Sunlight on a Far Shore

I missed the silver anniversary reunion of the Philippine Scouts Heritage Society earlier this month, but our chapter president sent me a few highlights.

Even with Memorial Day 2009 officially over, I still think about my grandfather, Arcadio Mabanglo, his story of surviving the Bataan Death March and bringing his six daughters to the US in the mid-50's.

Lolo retired before I was born, but the US Army was in his blood. He believed in the Army as if it was his religion, and perhaps it was. I'm still trying to know who he was as a person, a dreamer, a father, a traveler. He's been gone... too long now, 15 years maybe? But his straightback, gud'dam, no-nonsense sensibility lingers like Aqua Velva aftershave tinged with Irish Spring soap.

I've got his discharge papers for every stint he finished from the time he enlisted in the Philippine Scouts to the day he retired, but no pictures of him during his service. I remember seeing a black and white picture of him and his buddies sitting in and around a jeep, taken I think during the Korean War. I've looked for the picture, but haven't found it. So much was lost when they moved from the house on Atlantic street to their condo.

Stories flash like sunlight on a far shore, snippets of memory - the roundness of his voice, his sharp pointed finger like a whip in the air when he spoke, his shoes all polished and in a line stretching from one side of his small room to another. He liked to sleep alone, he said of the bunk covered in a green Army blanket. Too used to sleeping alone even with Lola in the next room with her double bed. The blue ink of his signatures, the hand from an older time when penmanship was taught. The tall greeness of his corn crop, white twine strung in careful triangles to give pole beans a chance to climb. The rabbit my grandmother insisted he keep when it wandered into his garden. And how much he loved the color green. He said it was because he was born in May and the stone for May is the emerald.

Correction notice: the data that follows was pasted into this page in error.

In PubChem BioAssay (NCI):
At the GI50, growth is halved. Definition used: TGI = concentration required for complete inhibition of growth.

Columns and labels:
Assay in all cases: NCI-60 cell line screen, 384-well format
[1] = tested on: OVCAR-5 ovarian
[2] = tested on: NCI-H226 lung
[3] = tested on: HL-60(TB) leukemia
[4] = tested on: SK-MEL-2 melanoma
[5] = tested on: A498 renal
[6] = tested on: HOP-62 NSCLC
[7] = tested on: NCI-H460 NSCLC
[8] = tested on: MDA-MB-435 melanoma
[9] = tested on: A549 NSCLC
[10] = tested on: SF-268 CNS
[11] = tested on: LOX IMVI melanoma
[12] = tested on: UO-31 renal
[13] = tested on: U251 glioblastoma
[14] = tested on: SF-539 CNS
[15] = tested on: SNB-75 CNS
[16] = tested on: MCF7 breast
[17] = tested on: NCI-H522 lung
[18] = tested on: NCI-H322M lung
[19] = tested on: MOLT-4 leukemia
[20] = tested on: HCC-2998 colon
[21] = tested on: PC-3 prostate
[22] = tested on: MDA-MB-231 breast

I search for my grandfather still, the memory of him, the unspoken stories I didn't know to ask about when I was a teen. I find him among the stories I hear from veterans still alive and their children, and from people who research the Scouts in present day.

Here's Joe Calugas talking about his father, the only Filipino Medal of Honor recipient and I wonder, did Lolo know him?

I'm grateful to people like Victor Verano, history buff and reenactor, who take the time to interview folks like Felipe Fernandez and publish their conversations. I'm ordering Memoirs of a Philippine Scout Cavalryman to read Felipe's words and try to see how my grandfather lived those days before and during the Japanese occupation. They're not my grandfather's words, but Felipe remembers Arcadio and told me how hard he worked as a Scout.

I just remembered that my grandfather wrote letters often. I wonder where those letters went and what did they say?

It's too easy to get discouraged realizing that I'll never know the whole story of my grandfather, but I know I need to at least write what I do know, talk with my parents about him, keep searching for the photos and letters just on the off chance their in a box somewhere forgotten.

It's not just about honoring him, though, it's about recapturing the stories that were passing me by without my realizing it. That's the treasure for me, the finding of the stories, and weaving them with the memories I have of him still.

Listening and remembering, telling the story. Letting the ancestors live again.

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